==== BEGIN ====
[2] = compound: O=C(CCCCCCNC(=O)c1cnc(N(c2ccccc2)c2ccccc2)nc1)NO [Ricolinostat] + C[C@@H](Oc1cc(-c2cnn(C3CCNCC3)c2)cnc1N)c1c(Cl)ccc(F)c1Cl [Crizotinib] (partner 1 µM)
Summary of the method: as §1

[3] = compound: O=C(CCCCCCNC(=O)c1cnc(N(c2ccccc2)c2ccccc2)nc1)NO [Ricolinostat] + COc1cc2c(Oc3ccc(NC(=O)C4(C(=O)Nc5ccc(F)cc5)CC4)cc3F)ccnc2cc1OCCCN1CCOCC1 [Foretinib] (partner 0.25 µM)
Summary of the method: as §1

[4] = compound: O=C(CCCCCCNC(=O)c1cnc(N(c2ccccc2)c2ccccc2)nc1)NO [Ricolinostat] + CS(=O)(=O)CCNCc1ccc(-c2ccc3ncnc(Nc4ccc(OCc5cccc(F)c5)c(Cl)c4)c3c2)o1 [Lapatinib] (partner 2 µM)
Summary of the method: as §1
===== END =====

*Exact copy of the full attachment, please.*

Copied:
[2] = compound: O=C(CCCCCCNC(=O)c1cnc(N(c2ccccc2)c2ccccc2)nc1)NO [Ricolinostat] + C[C@@H](Oc1cc(-c2cnn(C3CCNCC3)c2)cnc1N)c1c(Cl)ccc(F)c1Cl [Crizotinib] (partner 1 µM)
Summary of the method: as §1

[3] = compound: O=C(CCCCCCNC(=O)c1cnc(N(c2ccccc2)c2ccccc2)nc1)NO [Ricolinostat] + COc1cc2c(Oc3ccc(NC(=O)C4(C(=O)Nc5ccc(F)cc5)CC4)cc3F)ccnc2cc1OCCCN1CCOCC1 [Foretinib] (partner 0.25 µM)
Summary of the method: as §1

[4] = compound: O=C(CCCCCCNC(=O)c1cnc(N(c2ccccc2)c2ccccc2)nc1)NO [Ricolinostat] + CS(=O)(=O)CCNCc1ccc(-c2ccc3ncnc(Nc4ccc(OCc5cccc(F)c5)c(Cl)c4)c3c2)o1 [Lapatinib] (partner 2 µM)
Summary of the method: as §1